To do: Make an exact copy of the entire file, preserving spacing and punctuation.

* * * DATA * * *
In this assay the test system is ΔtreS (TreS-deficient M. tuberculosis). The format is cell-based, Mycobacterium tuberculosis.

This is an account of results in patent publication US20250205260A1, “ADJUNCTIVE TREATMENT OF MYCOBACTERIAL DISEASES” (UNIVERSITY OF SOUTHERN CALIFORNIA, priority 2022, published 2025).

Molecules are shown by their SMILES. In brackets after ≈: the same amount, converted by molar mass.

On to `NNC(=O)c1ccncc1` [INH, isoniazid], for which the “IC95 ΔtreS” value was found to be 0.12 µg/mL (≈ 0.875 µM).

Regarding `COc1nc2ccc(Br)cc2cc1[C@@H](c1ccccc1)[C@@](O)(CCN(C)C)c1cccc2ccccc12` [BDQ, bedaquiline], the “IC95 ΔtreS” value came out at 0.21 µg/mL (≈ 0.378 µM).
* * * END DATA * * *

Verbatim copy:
In this assay the test system is ΔtreS (TreS-deficient M. tuberculosis). The format is cell-based, Mycobacterium tuberculosis.

This is an account of results in patent publication US20250205260A1, “ADJUNCTIVE TREATMENT OF MYCOBACTERIAL DISEASES” (UNIVERSITY OF SOUTHERN CALIFORNIA, priority 2022, published 2025).

Molecules are shown by their SMILES. In brackets after ≈: the same amount, converted by molar mass.

On to `NNC(=O)c1ccncc1` [INH, isoniazid], for which the “IC95 ΔtreS” value was found to be 0.12 µg/mL (≈ 0.875 µM).

Regarding `COc1nc2ccc(Br)cc2cc1[C@@H](c1ccccc1)[C@@](O)(CCN(C)C)c1cccc2ccccc12` [BDQ, bedaquiline], the “IC95 ΔtreS” value came out at 0.21 µg/mL (≈ 0.378 µM).